If you, like me, have been amazed to discover how very impossible it is to obtain even the slightest estimates about lethal use of force by police for any given year, you’ve got to read Tom McCarthy’s post for The Guardian ASAP. Finally, we learn why there are no reliable estimates about police-related homicides: it was too difficult, so “we just gave up”. (Yeah, I’m not buying it either!) Although the Bureau of Justice Statistics arguably places a number on all kinds of similar measures, they’re reporting difficulties assessing lethal use of force nation-wide. Among other stumbling blocks are incomplete or never-filed reports (from departments such as NYPD) and inconsistent reporting. Now it’s time to play the waiting game to see if Obama’s newly created Policing Task Force will follow through with his request for “more” (or any?) data…

“What would it take for today’s gang members to bring peace to the neighborhood?” writes Laurence Ralph in his post for Anthropoliteia last month. Not that we need to remind you, but the newest Tip of the Cap feature is up and hungry for your feedback. Ralph recounts the story of his friendship with an elderly member of one of Chicago’s most notorious gangs, The Divine Knights. But the story reveals the little known history of the gang, as well as a strikingly “tender” side of the group previously known only among local community members. Laurence Ralph is an Assistant Professor of African and African American Studies as well as Anthropology at Harvard University. If you leave the post wanting more, be sure to check out his book, “Renegade Dreams: Living Through Injury in Gangland Chicago“.

To end on a fun note (and just because I’m feeling random), treat yourself to browsing through Radio Free Europe Radio Liberty’s eclectic collection of bizarre Soviet Police posters from back in the day. Among my own personal favorites are, “concerned looking smoking guy” and “Gee! My facial angle looks great in this lighting!“. If you’re also the kind of person that likes a healthy amount of “crazy crap” on your walls, you’ll thank me for including a link that can hook you up with your next police-inspired addition.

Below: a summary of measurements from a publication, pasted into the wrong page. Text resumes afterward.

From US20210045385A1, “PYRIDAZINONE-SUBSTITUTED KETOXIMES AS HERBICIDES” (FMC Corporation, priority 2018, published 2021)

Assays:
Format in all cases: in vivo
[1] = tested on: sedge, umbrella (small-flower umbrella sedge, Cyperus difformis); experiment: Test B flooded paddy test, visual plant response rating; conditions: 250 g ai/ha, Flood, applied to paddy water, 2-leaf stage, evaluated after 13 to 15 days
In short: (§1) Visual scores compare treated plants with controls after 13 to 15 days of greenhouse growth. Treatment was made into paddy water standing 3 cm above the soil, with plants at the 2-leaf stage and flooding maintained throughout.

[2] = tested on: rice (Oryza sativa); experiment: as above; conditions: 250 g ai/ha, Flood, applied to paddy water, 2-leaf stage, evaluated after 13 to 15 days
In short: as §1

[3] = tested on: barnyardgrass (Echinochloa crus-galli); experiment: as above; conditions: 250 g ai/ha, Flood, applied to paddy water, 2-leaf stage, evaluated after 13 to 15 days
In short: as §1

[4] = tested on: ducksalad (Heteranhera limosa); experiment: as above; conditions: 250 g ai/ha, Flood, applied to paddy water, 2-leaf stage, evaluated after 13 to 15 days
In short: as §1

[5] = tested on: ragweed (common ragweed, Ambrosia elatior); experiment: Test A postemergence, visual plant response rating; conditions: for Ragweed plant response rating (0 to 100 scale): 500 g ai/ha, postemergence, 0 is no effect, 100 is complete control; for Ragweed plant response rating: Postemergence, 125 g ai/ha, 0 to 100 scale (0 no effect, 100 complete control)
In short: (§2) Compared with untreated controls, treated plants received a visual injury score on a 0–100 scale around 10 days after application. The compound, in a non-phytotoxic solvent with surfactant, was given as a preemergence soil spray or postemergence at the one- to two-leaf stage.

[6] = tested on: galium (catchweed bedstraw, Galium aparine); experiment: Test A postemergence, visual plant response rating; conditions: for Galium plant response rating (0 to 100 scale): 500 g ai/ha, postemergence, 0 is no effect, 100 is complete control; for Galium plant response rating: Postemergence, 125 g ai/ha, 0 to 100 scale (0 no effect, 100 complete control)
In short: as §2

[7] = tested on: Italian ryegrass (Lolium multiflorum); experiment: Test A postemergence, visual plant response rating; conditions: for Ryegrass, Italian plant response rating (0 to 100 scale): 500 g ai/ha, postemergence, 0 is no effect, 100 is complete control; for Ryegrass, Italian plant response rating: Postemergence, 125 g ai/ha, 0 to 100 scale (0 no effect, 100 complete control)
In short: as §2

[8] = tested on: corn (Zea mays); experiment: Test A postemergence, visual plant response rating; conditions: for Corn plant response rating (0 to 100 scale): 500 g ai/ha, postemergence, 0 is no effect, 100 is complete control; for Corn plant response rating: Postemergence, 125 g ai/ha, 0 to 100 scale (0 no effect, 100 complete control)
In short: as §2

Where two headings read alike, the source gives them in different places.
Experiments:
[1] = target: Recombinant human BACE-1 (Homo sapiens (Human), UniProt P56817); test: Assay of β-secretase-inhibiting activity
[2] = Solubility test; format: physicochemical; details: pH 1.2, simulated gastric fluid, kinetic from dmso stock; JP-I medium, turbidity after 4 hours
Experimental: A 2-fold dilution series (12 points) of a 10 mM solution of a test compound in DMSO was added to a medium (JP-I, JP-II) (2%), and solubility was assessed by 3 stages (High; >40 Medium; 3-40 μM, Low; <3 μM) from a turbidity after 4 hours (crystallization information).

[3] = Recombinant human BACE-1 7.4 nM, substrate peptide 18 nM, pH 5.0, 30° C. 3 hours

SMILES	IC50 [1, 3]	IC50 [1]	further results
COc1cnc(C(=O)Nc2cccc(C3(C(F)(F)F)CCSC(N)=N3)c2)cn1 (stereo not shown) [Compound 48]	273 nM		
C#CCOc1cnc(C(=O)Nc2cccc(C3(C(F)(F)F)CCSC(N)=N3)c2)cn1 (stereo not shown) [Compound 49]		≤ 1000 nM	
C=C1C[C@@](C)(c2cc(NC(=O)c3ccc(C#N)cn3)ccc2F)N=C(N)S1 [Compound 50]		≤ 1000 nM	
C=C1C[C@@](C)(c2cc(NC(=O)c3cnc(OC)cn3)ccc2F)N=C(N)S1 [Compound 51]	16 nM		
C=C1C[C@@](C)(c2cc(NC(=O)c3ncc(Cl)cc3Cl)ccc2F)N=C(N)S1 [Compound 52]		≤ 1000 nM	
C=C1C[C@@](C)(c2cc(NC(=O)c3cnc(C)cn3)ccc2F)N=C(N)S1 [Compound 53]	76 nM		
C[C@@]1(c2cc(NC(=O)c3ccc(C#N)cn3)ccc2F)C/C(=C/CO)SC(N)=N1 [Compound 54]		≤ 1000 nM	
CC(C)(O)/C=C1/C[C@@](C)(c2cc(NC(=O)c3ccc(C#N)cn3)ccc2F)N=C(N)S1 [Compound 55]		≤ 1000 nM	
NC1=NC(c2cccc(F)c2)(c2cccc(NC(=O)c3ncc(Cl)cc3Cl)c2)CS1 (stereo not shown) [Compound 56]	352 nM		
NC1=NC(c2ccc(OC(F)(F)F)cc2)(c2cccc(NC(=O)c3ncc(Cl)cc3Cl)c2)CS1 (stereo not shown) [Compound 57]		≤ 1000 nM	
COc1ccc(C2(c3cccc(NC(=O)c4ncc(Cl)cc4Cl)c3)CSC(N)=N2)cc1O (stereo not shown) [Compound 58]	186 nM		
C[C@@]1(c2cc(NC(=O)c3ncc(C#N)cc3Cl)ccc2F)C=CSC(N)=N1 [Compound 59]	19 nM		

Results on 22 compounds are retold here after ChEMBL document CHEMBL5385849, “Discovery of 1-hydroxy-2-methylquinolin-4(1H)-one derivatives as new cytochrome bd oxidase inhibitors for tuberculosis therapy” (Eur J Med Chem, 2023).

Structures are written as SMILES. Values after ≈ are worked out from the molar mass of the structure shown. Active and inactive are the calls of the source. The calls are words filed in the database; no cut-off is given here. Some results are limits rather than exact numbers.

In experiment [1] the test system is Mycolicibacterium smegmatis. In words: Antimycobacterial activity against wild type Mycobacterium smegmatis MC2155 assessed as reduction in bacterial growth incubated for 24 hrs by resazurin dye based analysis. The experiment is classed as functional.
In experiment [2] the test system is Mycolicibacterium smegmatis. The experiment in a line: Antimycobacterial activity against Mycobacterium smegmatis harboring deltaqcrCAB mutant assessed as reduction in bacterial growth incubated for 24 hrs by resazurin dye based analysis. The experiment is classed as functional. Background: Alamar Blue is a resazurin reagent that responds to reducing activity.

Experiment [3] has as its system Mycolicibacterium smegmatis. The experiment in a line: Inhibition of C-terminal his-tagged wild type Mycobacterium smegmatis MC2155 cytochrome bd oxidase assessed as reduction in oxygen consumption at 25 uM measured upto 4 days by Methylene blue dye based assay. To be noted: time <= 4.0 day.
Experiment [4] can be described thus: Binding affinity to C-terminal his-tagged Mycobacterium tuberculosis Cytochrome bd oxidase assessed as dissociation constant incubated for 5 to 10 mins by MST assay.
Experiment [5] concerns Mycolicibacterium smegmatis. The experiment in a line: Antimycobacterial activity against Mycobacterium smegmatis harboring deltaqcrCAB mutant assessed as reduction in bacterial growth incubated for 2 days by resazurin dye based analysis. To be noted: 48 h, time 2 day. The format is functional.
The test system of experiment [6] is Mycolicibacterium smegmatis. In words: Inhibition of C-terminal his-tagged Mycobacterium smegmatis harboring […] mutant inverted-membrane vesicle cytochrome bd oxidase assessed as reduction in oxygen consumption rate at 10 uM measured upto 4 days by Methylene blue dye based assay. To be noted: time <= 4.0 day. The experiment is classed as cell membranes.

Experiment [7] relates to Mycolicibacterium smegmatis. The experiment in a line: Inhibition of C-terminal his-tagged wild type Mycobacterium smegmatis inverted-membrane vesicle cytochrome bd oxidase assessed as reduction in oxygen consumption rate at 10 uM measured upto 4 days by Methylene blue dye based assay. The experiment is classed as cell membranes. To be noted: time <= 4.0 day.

Did I miss something? No worries- it does happen on occasion. If you have any suggestions for DragNet, or if you want to call attention to a specific blog or article, send an email to anthropoliteia@gmail.com with the words “DragNet” in the subject header and I’ll get on it!

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DragNet

DragNet: October 21 – November 3, 2014

It is often the data that is not there that reveals what is most important. I was reminded of this fact again by Scott Vollum's post, The Ghost of the Condemned: What the Death Penalty Leaves Behind, Captured in a Snapshot

It is often the data that is not there that reveals what is most important. I was reminded of this fact again by Scott Vollum’s post, The Ghost of the Condemned: What the Death Penalty Leaves Behind, Captured in a Snapshot

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In the Journals

In the Journals, Spring 2014